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Publication numberUS3979097 A
Publication typeGrant
Application numberUS 05/605,900
Publication dateSep 7, 1976
Filing dateAug 19, 1975
Priority dateAug 19, 1975
Publication number05605900, 605900, US 3979097 A, US 3979097A, US-A-3979097, US3979097 A, US3979097A
InventorsJohn Alfred Balne
Original AssigneeJohn Alfred Balne
Export CitationBiBTeX, EndNote, RefMan
External Links: USPTO, USPTO Assignment, Espacenet
Ladder caddy
US 3979097 A
Abstract
An accessories attachment device is provided for use when working on a ladder, having an adjustable frame portion for attachment to a ladder in hooked securing relation thereto, with accessory attachment means to receive a workman's accessory such as a paint can holding device, a pail or a pulley wheel, and rapid release means to detachably secure the accessory attachment means to the frame means in readily released relation therewith.
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Claims(6)
What I claim as new and desire to secure by Letters Patent of the United States is:
1. The combination of an accessory holder and an attachment frame for use with a ladder to provide ready engagement and detachment of said attachment frame in selected alternative positioned relation on said ladder, said accessory holder having a spindle portion for transverse sliding entry and engagement with said frame, said frame comprising a pair of spaced apart side members having plate means in connecting relation extending therebetween, hook means to engage a step portion of said ladder in drop-over hooking engagement, aperture means in said frame side members in mutual aligned relation to receive said spindle member in transverse sliding relation therethrough and manually operable lock means to transversely secure said spindle member relative to said frame while permitting said accessory holder to pivot about the axis of said spindle under working loads.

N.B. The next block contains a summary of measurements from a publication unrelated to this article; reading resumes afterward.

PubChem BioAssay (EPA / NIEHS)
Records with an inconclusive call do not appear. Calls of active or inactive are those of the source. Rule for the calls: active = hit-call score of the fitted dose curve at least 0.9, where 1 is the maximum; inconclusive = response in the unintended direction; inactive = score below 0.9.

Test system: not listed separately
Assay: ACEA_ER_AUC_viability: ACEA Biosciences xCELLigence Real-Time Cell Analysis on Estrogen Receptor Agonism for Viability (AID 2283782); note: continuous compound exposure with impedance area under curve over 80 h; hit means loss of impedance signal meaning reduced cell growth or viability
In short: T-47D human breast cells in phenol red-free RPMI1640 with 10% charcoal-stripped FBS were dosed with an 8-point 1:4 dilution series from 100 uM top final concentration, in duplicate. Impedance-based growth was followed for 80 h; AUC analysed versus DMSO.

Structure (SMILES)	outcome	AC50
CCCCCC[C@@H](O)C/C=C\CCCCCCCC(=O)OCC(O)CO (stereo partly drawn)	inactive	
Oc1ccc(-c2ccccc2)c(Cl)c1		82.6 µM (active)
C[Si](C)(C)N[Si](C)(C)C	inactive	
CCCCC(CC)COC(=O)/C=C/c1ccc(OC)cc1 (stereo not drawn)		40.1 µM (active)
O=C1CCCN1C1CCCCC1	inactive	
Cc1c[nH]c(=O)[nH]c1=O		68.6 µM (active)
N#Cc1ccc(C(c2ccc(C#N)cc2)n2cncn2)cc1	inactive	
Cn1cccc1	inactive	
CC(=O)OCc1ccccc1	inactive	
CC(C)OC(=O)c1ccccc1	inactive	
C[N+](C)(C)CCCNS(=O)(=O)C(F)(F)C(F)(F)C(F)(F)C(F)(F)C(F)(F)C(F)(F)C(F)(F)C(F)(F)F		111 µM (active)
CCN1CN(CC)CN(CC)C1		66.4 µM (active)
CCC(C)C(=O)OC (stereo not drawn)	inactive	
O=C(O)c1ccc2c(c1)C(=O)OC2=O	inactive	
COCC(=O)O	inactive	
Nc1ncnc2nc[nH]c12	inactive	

2. The combination as claimed in claim 1, said connecting plate means comprising a pair of angle plates each connected to a respective said side member, said angle plates being arranged in mutual overlapping relation, and adjustable fastening means connected therebetween to permit adjustable spacing of said side members in snug fitting relation with a rail portion of said ladder, said hook means providing engagement with a rung of said ladder when said attachment frame is secured to either side rail of the ladder.
3. The combination as claimed in claim 1, said connecting plate means having said hook means adjustably secured thereto for fitting attachment to a step of said ladder.
4. The combination as claimed in claim 2, said lock means comprising a resilient spring clamp attached to each said side member, each clamp having an aperture therethrough in aligned relation with said aperture means when in a manually deflected condition, to permit transverse passage of said holder spindle portion therethrough, and flexing into gripping relation with said spindle when released, to preclude axial displacement of said spindle relative to said attachment frame while permitting relative pivoting of said spindle in load accomodating relation.
5. The combination as claimed in claim 1, said accessory holder comprising a can holding device having an arm extension connected to said spindle, extending normally thereto, a bracket extending normally to said arm having upstanding peg portions to engage a lower rim of said can, a plate member slidably mounted on said arm extension between said spindle and said bracket, manually operable release spring means secured to said plate for selective engagement with the arm to secure said plate member in abutting relation with the rim of said can, said plate having downwardly extending peg portions to engage said can in secured relation to said holding device.
6. The combination as claimed in claim 3, said lock means comprising a resilient said spring clamp attached to each said side member, each clamp having an aperture therethrough in aligned relation with said aperture means when in a manually deflected condition, to permit transverse passage of said holder spindle portion therethrough, and flexing into gripping relation with said spindle when released, to preclude axial displacement of said spindle relative to said attachment frame while permitting relative pivoting of said spindle in load accomodating relation.
Description